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Our liege, our sovereign lady, and our queen.
Lady J.G. Oh, rise, My father, rise!
[TO SUFF. And you, my father, too!
[TO NORTH Rise, all, nor cover me with this confusion. [They rise. What means this mock, this masquing show of great
Lady J. G. Are crowns and empire,
North. Forgive me, princely lady, if my wonder Seizes each sense, each faculty of mind, To see the utmost wish the great can form, A crown, thus coldly met: A crown, which slighted, And left in scorn by you, shall soon be sought, And find a joyful wearer; one, perhaps, Of blood unkindred to your royal house, And fix its glories in another line. Lady J. G. Where art thou now, thou partner of my cares?
[Turning to GUILFORD. Come to my aid, and help to bear this burden : Oh! save me from this sorrow, this misfortune, Which in the shape of gorgeous greatness comes To crown, and make a wretch of me for ever.
Guil. Thou weep'st, my queen, and hang'st thy
North. Oh! stay this inauspicious stream of tears,
shun it. Turn those sacred eyes On the bright prospect empire spreads before you. Methinks I see you seated on the throne ; Beneath your feet, the kingdom's great degrees In bright confusion shine, mitres and coronets, The various ermine, and the glowing purple; Assembled senates wait with awful dread, To 'firm your high commands, and make them fate. Lady J. G. You turn to view the painted side of
royalty, And cover all the cares that lurk beneath. Is it, to be a queen, to sit aloft, In solemn, dull, uncomfortable state, The flatter'd idol of a servile court ? Is it to draw a pompous train along, A pageant, for the wond'ring crowd to gaze at? Is it, in wantonness of power to reign, And make the world subservient to my pleasure. Is it not rather, to be greatly wretched, To watch, to toil, to take a sacred charge, To bend each day before high Heav'n, and own, This people hast thou trusted to my hand, And at my hand, I know, thou shalt require them? Alas, Northumberland !—My father !—Is it not To live a life of care, and when I die, Have more to answer for before my Judge,
Than any of my subjects?
Duke S. Ev'ry state, Allotted to the race of man below, Is, in proportion, doom'd to taste some sorrow, Nor is the golden wreath on a king's brow Exempt from care; and yet, who would not bear it? Think on the monarchs of our royal race, They liv'd not for themselves : how many blessings, How many lifted hands shall pay thy toil, If for thy people's good thou happ'ly borrow Some portions from the hours of rest, and wake To give the world repose !
Suff. Behold, we stand upon the brink of ruin, And only thou canst save us. Persecution, That fiend of Rome and hell, prepares her tortures ; See where she comes in Mary's priestly train ! Still wilt thou doubt; till thou behold her stalk, Red with the blood of martyrs, and wide wasting O'er England's bosom? All the mourning year Our towns shall glow with unextinguish'd fires ; Our youth on racks shall stretch their crackling
bones; Our babes shall sprawl on consecrated spears; Matrons and husbands, with their new-born infants, Shall burn promiscuous; a continu'd peal Of lamentations, groans, and shrieks, shall sound, Through all our purple ways.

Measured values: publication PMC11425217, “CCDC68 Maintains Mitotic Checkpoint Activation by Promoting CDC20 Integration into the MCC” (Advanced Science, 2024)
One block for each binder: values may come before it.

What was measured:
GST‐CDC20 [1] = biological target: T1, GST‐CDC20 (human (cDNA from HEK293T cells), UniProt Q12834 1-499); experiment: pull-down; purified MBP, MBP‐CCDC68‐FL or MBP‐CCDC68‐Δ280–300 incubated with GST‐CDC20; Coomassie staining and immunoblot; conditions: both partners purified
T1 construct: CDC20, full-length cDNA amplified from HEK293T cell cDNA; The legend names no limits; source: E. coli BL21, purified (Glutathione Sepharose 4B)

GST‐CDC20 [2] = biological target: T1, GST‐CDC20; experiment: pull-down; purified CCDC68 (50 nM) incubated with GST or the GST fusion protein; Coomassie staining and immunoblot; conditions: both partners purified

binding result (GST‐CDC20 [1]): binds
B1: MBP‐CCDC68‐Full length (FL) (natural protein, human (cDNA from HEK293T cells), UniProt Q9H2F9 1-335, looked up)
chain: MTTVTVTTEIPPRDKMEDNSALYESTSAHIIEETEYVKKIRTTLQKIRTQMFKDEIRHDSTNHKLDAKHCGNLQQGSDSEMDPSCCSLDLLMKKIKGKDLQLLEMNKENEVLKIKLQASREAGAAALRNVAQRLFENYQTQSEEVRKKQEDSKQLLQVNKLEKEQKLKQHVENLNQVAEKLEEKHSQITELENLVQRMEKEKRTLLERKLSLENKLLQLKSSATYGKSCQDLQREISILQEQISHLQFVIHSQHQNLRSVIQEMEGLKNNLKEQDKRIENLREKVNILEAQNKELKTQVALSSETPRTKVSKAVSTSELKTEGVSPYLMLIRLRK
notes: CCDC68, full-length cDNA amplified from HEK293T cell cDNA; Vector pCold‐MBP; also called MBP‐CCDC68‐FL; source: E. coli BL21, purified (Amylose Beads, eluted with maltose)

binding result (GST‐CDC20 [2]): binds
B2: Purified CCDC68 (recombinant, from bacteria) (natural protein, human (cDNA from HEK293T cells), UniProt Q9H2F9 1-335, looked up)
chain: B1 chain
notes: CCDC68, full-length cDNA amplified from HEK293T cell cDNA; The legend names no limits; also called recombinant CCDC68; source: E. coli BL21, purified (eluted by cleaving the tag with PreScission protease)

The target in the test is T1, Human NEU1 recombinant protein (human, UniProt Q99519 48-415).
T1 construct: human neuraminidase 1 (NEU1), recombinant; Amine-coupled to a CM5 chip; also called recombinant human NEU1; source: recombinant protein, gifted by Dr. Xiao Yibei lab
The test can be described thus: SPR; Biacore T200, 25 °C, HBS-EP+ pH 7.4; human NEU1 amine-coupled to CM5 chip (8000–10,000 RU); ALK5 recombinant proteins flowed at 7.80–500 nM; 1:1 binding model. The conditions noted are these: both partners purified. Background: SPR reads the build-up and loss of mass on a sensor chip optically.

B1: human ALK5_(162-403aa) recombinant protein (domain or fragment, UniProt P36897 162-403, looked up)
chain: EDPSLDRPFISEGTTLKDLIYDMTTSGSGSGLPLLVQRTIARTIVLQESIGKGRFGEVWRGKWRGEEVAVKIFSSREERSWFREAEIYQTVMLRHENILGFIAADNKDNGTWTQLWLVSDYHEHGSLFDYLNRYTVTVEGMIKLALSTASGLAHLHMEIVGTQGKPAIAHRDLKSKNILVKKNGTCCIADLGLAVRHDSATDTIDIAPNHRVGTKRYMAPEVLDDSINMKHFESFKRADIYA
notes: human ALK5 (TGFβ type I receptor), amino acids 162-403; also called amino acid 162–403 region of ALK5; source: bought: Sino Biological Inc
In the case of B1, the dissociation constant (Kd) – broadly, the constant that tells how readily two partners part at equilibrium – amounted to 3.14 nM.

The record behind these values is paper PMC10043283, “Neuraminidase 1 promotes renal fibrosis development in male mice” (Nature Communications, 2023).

Guil. Amidst that ruin, Think thou behold'st thy Guilford's head laid low, Bloody and pale
Lady J. G. Oh! spare the dreadful image! Guil. Oh! would the misery be bounded there, My life were little; but the rage of Rome Demands whole hecatombs, a land of victims. With superstition comes that other fiend, That bane of peace, of arts and virtue, tyranny; That foe of justice, scorner of all law; That beast, which thinks mankind were bora for one,
And made by Heav'n to be a monster's prey;
Lady J.G. Avert that judgment, Heav'n!
Guil. Oh, my queen!
freedom, Be manacled in base unworthy bonds : Be tamely yielded up, the spoil, the slaves Of hair-brain'd zeal, and cruel coward priests ! Lady J. G. Yes, my lov'd lord, my soul is mor'd
like thine, At ev'ry danger which invades our England; My cold heart kindles at the great occasion, And could be more than man in her defence. But where is my commission to redress ? Or whence my pow'r to save? Can Edward's will, Or twenty met in council, make a queen? Can you, my lords, give me the power to canvas A doubtful title with king Henry's daughters ? Where are the rev’rend sages of the law, To guide me with their wisdoms, and point out The paths which right and justice bid me tread?
North. The judges all attend, and will at leisure Resolve you ev'ry scruple.
Lady J. G. They expound;
But where are those, my lord, that make the law?
North. Nor shall that long
Guil. Our foes, already High in their hopes, devote us all to death : The dronish monks, the scorn and shame of manhood, Rouse and prepare once more to take possession, To nestle in their ancient hives again : Again they furbish up their holy trumpery, Relicks and wooden wonder-working saints Whole loads of lumber and religious rubbish, In high procession mean to bring them back, And place the puppets in their shrines again: While those of keener malice, savage Bonner, And deep-designing Gard'ner, dream of vengeance ; Deyour the blood of innocents, in hope; Like vultures, snoff the slaughter in the wind, And speed their flight to havoc and the prey. Haste then, and save us, while 'tis given to save Your country, your religion. North. Save